A Real Estate Developer's Sustainable Headquarters
By: Mohamed Abaza, PE, CEM, LEED AP, executive vice president and director of energy and sustainability services, Capital Brand Group LLC
Winter 2017 2018
The Duffie Companies’ new 16,800-square-foot headquarters in Silver Spring, Maryland, completed in March 2017, is a cutting-edge high-efficiency building. The company, which has occupied the top two floors since April, plans to lease the ground floor to up to four tenants. Photos by Mohamed Abaza, courtesy of The Duffie Companies
The Duffie Companies’ new headquarters incorporates innovative HVAC systems, lighting controls, a green roof and more, targeting LEED Platinum certification.
AS DEVELOPERS AND long-term holders of real estate, principals at The Duffie Companies wanted their new headquarters in Silver Spring, Maryland, to be a high-efficiency building. They also wanted its mechanical, engineering and plumbing (MEP) systems to be flexible enough to allow them to lease the ground floor of the new three-story structure to up to four individually metered tenants.
The companies set the challenging target of achieving both LEED Platinum Core and Shell and Commercial Interiors certification. To help achieve this goal, they retained the services of Capital Brand Group’s Energy and Sustainability Division (CBG) to evaluate highly efficient building systems and renewable energy options. CBG utilized energy modeling and life cycle cost analysis tools to evaluate and select the best systems for the project.
The building’s roof incorporates an innovative 4-inch-deep green roof system that significantly reduced the overall cost of the roof without affecting the performance of the green roof system and eliminated the need for rooftop irrigation. The rooftop also accommodates a Daikin VRV IV variable refrigerant flow and variable refrigerant temperature heat pump system.
Incorporating recessed cassette units rather than ducts enabled designers to maximize the building’s ceiling heights
The building, which was completed in March 2017, incorporates innovative HVAC systems and a novel type of vegetative roof as well as cutting-edge LED lighting systems, high-density insulated exterior walls and low-E windows, as well as a still-to-be-installed on-site photovoltaic system and advanced metering. The facility is on track to achieve LEED Platinum Certification with a projected annual energy cost savings of 32 percent, compared to an ASHRAE 90.1 code compliant building.
The building’s roof incorporates an innovative 4-inch-deep green roof system approved by the Maryland Department of the Environment that is equivalent to a traditional 8-inch-deep green roof. Using this 4-inch system significantly reduced the overall cost of the roof without affecting the performance of the green roof. The system utilizes a coarse aggregate zone that is hospitable to sedums and related species but is hostile to weeds. A high-capacity water retention layer absorbs stormwater and irrigates plants, eliminating the need for any rooftop irrigation.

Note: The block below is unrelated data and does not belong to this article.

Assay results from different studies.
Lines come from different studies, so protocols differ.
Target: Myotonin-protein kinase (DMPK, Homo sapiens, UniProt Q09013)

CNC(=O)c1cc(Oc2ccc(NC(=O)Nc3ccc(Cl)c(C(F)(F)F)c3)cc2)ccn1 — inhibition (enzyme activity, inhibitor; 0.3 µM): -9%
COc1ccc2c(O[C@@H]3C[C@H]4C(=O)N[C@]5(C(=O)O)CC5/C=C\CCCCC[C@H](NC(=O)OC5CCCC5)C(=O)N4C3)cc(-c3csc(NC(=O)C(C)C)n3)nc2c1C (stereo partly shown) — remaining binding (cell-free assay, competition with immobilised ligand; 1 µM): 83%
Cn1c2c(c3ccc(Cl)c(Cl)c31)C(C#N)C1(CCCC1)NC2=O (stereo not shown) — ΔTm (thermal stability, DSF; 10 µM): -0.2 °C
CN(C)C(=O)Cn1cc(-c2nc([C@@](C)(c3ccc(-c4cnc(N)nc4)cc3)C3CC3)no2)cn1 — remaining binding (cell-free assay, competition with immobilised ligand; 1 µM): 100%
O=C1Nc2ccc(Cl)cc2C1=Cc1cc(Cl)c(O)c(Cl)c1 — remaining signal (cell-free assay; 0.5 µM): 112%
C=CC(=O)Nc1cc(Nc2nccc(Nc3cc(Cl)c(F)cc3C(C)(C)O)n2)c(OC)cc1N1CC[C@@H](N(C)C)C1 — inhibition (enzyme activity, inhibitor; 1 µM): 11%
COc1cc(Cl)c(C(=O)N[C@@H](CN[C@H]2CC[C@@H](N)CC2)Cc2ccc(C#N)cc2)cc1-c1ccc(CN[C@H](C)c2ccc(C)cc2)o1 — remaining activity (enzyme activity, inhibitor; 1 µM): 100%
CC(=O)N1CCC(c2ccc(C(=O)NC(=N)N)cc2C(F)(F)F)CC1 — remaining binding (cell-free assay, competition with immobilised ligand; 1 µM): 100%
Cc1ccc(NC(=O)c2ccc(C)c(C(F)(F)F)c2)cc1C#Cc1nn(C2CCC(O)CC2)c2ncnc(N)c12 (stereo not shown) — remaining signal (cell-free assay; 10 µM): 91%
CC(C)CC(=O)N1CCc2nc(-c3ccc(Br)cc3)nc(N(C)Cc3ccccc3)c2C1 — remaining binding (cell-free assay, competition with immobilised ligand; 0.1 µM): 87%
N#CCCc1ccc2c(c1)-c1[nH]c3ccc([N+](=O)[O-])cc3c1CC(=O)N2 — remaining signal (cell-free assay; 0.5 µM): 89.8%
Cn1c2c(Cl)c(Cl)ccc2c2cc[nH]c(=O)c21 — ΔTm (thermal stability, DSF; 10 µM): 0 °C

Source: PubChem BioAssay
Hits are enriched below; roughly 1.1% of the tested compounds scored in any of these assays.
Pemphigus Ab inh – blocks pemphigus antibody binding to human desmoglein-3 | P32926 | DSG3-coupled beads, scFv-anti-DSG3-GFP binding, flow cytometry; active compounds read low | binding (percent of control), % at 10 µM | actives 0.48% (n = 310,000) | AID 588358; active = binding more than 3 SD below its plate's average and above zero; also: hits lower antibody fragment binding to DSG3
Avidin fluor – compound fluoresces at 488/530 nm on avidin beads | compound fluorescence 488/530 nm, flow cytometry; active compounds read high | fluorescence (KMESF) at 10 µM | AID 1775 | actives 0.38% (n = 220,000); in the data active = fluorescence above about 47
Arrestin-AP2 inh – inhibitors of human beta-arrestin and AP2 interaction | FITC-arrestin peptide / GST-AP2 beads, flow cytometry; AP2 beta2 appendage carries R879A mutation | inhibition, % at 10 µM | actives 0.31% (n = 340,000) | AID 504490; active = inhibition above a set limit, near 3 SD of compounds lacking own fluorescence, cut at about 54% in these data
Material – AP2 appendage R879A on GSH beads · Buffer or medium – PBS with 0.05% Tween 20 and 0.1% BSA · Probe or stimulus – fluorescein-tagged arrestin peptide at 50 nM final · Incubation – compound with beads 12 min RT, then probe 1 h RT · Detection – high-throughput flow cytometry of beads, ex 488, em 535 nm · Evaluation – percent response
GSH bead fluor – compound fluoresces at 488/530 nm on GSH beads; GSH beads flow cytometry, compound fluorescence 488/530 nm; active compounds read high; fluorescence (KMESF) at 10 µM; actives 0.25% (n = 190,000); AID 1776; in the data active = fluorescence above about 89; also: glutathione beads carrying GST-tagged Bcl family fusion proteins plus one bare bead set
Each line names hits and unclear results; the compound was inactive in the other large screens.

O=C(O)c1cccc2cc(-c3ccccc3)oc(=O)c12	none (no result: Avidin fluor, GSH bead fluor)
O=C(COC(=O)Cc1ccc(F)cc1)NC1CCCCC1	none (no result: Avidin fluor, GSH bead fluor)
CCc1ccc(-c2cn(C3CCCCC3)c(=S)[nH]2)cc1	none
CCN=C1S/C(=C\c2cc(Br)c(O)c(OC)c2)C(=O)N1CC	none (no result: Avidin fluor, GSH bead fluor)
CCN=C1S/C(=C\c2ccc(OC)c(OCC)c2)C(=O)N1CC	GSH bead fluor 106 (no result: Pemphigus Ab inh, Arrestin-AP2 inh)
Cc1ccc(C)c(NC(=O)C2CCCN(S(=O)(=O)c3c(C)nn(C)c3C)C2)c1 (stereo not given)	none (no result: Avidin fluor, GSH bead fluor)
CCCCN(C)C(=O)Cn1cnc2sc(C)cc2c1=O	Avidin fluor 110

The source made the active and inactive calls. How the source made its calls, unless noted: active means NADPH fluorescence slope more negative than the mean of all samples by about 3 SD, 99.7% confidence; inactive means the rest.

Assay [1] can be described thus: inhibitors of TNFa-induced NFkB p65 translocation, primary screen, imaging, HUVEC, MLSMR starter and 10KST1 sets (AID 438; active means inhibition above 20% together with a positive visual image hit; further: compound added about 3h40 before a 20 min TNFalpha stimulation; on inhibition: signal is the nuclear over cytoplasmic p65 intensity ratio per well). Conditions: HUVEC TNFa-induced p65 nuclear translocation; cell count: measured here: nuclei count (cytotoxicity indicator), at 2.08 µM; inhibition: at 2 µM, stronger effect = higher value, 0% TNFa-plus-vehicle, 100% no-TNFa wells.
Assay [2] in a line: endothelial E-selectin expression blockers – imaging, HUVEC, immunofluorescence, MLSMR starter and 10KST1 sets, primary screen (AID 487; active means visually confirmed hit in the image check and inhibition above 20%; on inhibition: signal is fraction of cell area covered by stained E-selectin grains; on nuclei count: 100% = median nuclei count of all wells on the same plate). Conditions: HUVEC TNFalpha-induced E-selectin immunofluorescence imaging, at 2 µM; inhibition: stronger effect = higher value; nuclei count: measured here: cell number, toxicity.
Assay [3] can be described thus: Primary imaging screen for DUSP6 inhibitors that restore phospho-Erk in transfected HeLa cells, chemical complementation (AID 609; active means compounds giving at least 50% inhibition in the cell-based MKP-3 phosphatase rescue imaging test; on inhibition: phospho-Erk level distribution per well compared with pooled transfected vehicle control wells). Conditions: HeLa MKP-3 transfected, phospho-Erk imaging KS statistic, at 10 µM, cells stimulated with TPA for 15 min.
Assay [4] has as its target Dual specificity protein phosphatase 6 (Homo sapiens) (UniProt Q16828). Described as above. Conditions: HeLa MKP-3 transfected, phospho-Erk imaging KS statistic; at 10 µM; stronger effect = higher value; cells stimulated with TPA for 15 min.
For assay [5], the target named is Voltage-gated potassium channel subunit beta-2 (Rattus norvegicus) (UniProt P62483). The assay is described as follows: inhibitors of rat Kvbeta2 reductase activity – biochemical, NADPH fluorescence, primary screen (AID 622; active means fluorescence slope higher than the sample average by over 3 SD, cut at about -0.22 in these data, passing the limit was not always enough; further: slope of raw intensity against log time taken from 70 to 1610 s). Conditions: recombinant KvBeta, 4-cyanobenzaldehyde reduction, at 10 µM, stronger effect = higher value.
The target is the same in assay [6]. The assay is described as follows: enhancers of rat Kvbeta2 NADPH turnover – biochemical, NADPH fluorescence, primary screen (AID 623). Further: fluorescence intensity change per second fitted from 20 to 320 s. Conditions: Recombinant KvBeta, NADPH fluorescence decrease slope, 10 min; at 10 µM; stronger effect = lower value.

The HVAC system consists of an advanced Daikin VRV IV variable refrigerant flow and variable refrigerant temperature heat pump system. This offers superior performance and is more energy efficient than traditional HVAC systems. The refrigerant volume and temperature are varied based on space load requirements. This enables the system to provide the exact amount of cooling/heating for the space, producing an approximately 30 percent savings in operating costs. The system also allows some parts of the building to be cooled even as other areas are being heated, thereby improving occupant comfort.
Ductless systems maximize ceiling height by keeping the HVAC system components recessed within the building’s structural framing. This enabled designers to increase the ceiling height by 5 inches, compared to a structure with a traditional ducted system. The HVAC system is controlled via a standard Daikin Intelligent Touch Manager, which monitors and controls temperature set points and set-backs.
A rooftop dedicated outside air system with a heat recovery wheel provides outside air to ventilate the building. The heat recovery wheel captures building exhaust heat to cool or heat incoming outside air. Reducing the need to cool or heat this air results in significant energy savings.
The project will also feature a pole-mounted 5.04 kW photovoltaic (PV) system, which is expected to be installed by December 2017 and to meet about 3.5 percent of the building’s power needs.
Still to Come
An advanced metering system is also being installed for measurement and verification purposes. The system will include submeters connected to a data acquisition system. The main building utility meters, Daikin Intelligent Touch Manager and lighting control and monitoring systems will also be connected to the data acquisition system, which will collect, store, analyze and report data in 15 minute intervals.